Benador Associates Public Relations Benador Associates Public Relations Benador Associates Public Relations Benador Associates Public Relations
Benador Associates Public Relations Benador Associates Public Relations Benador Associates Public Relations Benador Associates Public Relations
Benador Associates Public Relations Benador Associates Public Relations

Public Relations

Benador Associates Public Relations Benador Associates Public Relations
Benador Associates Public Relations Benador Associates Public Relations
Benador Associates Public Relations Benador Associates Public Relations
Benador Associates Public Relations Benador Associates Public Relations
Benador Associates Public Relations Benador Associates Public Relations
Benador Associates Public Relations Benador Associates Public Relations

Benador Associates Public Relations Benador Associates Public Relations Benador Associates Public Relations

Benador Associates Public Relations

Iraqi women take to the streets to demand new political voice

The Jordan Times
February 19, 2004

BAGHDAD (AFP) — Small groups of women took to the streets around Iraq on Wednesday to demand at least a 40 per cent share of the country's new political power as females make up more than half of the population.

They also opposed an attempt by Iraq's Governing Council to turn the clock back on women's existing rights by repealing long-standing secular family laws.

A provisional administration is due to take power from the interim council by June 30 and Iraqi women, who comprise at least 52 per cent of the country's 25-million-strong population, want a piece of the action.

"We think this is very, very important," said Hanaa Edwar, secretary general of the Iraqi El Amal Association, the network group that coordinated the simultaneous rallies in separate provinces nationwide.

"It is a decisive time for Iraqi women to be represented in the democratisation of our country," she told AFP at a peaceful protest of about 30 or 40 women in Baghdad.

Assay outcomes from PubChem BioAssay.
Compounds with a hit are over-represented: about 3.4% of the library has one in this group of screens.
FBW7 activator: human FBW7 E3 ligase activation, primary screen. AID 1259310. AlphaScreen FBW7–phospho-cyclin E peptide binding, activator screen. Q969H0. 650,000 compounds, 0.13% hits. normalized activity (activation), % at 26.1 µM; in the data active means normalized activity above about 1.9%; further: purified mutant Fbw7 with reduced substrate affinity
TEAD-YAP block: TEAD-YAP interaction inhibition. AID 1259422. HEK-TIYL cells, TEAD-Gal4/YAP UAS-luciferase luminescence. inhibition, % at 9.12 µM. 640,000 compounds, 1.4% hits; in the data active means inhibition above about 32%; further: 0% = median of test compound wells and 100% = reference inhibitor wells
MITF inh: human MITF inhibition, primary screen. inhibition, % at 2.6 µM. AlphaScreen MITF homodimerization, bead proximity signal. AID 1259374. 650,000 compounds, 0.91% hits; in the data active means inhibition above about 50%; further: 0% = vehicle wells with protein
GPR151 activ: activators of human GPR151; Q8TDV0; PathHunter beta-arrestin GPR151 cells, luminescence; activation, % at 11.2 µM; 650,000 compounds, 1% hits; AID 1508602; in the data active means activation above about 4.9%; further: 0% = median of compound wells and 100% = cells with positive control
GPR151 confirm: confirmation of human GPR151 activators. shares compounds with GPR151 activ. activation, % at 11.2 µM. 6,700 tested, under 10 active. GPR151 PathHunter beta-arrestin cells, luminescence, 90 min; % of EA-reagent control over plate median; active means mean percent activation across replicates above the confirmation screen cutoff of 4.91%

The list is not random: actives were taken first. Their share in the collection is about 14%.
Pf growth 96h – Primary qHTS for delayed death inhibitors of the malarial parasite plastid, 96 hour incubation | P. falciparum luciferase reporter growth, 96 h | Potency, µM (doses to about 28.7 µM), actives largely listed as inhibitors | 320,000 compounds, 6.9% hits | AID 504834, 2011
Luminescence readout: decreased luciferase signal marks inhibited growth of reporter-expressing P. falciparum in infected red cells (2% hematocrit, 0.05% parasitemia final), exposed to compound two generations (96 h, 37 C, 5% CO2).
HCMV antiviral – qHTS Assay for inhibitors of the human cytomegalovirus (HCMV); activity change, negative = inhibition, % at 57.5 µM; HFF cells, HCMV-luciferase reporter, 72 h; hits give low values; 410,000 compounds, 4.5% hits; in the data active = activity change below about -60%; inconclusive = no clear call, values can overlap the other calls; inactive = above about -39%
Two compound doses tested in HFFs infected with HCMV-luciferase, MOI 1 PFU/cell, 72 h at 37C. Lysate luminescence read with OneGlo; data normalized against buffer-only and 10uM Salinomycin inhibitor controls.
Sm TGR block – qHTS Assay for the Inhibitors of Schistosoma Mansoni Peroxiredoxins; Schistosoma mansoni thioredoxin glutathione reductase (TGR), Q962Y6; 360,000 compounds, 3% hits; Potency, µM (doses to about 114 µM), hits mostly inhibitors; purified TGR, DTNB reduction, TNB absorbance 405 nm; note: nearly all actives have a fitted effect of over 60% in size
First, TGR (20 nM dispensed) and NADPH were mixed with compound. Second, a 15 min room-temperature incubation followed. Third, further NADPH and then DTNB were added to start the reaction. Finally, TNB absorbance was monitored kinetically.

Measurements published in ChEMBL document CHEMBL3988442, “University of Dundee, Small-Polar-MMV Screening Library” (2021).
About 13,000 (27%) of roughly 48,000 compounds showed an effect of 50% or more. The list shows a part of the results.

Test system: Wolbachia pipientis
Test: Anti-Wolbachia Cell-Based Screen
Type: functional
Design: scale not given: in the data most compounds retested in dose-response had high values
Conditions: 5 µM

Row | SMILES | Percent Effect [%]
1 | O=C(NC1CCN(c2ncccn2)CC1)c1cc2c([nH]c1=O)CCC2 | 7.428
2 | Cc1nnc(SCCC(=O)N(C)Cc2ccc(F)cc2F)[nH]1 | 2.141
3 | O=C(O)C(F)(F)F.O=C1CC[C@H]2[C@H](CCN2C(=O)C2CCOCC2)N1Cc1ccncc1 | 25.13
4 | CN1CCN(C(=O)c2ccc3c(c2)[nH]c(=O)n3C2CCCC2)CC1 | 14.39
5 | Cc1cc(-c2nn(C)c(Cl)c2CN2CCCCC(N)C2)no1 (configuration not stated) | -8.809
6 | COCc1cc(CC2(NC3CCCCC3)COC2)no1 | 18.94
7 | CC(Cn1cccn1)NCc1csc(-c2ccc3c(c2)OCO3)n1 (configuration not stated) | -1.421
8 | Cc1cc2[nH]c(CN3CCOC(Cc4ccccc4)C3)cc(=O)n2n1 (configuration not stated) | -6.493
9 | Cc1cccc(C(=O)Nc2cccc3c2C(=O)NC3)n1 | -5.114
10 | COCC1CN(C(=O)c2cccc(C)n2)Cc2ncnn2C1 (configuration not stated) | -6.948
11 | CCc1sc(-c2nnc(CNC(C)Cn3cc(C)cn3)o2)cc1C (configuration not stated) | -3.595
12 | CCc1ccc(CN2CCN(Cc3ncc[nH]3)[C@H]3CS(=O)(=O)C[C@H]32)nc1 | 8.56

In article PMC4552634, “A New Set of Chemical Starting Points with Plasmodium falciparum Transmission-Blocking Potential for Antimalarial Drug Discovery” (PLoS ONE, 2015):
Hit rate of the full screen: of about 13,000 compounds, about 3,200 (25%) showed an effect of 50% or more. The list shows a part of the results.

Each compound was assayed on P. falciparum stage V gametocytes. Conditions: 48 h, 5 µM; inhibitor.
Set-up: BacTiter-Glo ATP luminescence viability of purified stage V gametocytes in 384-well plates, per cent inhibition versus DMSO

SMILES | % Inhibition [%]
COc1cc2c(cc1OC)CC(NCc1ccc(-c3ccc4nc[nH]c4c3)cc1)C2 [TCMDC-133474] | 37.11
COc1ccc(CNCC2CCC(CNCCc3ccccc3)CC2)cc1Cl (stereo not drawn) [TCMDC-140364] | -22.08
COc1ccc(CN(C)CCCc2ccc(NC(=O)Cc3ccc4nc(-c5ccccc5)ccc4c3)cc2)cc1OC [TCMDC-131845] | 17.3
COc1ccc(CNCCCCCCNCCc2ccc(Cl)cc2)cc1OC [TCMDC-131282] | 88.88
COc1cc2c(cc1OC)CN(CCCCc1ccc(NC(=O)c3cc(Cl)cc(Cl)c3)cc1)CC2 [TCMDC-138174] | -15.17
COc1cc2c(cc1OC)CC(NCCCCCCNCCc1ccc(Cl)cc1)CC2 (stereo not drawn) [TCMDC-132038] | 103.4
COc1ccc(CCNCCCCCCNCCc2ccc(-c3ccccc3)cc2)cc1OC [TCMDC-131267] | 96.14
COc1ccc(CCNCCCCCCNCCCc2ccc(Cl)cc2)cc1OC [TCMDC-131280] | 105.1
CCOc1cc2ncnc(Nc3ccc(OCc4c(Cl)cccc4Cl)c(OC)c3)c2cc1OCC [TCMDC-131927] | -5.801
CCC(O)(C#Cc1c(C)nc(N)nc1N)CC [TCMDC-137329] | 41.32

On a large traffic island in the centre of Baghdad, old and young women, some dressed in conservative shawls and robes, others in western clothes, brandished banners and gave speeches to draw attention to their cause.

"We want to get women's rights because we are the majority and such rights did not exist until now," said Suha Yakub, a 22-year-old student, dressed in a denim skirt and shirt.

The women's case even spurred one man to stand up and declare his support.

"We have got to give fair rights to women and men," said Nuri Sittr, an adviser to Iraq's reconstruction and development council.

Edwar said she was unsure how many other demonstrations were taking place but was confident they had occurred in at least 10 of Iraq's 18 provinces.

The women want to ensure that equal rights with men are enshrined in a temporary constitution or fundamental law being drawn up to provide the legal framework for Iraq's new administration.

"We have to have a guarantee in this law that the representation of women will not be less than 40 per cent in all political decision making," said Edwar.

They also reject a proposal by lawmakers to scrap Iraq's 1959 family affairs code — considered among the most progressive in the Middle East — and place it under Muslim religious jurisdiction. The Governing Council has already been blocked once by the US occupation after it tried to repeal the code in December.

"This is a very important issue," said Edwar, whose organisation is an umbrella for some 80 women's groups with thousands of members.

The fundamental law is due to be finalised by Feb. 28 and remain in force until a permanent constitution has been drafted by an elected convention and ratified by a referendum next year.

US civil administrator Paul Bremer has threatened to veto an Islamic constitution if it does not conform with American concepts of democracy and civil liberties.

Despite the protests, women said they were freer to do and say what they want now than during Saddam's decades-long dictatorship.

There are just three female members of Iraq's 25-strong Governing Council and one government minister. In contrast, Saddam had no female ministers in his last government, although his Baath Party initially championed the rights of women.

 

Email Benador Associates: eb@benadorassociates.com

Benador Associates Speakers Bureau
Benador Associates Speakers Bureau